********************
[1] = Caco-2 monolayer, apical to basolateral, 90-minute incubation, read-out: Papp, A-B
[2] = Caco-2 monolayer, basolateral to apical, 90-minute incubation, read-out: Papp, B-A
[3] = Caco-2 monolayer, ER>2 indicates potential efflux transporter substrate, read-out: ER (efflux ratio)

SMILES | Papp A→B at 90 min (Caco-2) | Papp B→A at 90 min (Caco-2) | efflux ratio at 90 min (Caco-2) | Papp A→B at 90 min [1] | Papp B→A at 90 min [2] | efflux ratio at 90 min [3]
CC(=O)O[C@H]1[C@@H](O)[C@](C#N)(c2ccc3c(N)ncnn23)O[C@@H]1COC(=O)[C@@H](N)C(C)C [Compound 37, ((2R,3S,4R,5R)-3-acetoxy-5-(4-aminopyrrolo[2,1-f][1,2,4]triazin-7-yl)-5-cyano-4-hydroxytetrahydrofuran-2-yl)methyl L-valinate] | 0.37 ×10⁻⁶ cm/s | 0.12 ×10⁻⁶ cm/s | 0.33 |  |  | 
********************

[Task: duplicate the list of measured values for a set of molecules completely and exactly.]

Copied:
[1] = Caco-2 monolayer, apical to basolateral, 90-minute incubation, read-out: Papp, A-B
[2] = Caco-2 monolayer, basolateral to apical, 90-minute incubation, read-out: Papp, B-A
[3] = Caco-2 monolayer, ER>2 indicates potential efflux transporter substrate, read-out: ER (efflux ratio)

SMILES | Papp A→B at 90 min (Caco-2) | Papp B→A at 90 min (Caco-2) | efflux ratio at 90 min (Caco-2) | Papp A→B at 90 min [1] | Papp B→A at 90 min [2] | efflux ratio at 90 min [3]
CC(=O)O[C@H]1[C@@H](O)[C@](C#N)(c2ccc3c(N)ncnn23)O[C@@H]1COC(=O)[C@@H](N)C(C)C [Compound 37, ((2R,3S,4R,5R)-3-acetoxy-5-(4-aminopyrrolo[2,1-f][1,2,4]triazin-7-yl)-5-cyano-4-hydroxytetrahydrofuran-2-yl)methyl L-valinate] | 0.37 ×10⁻⁶ cm/s | 0.12 ×10⁻⁶ cm/s | 0.33 |  |  | 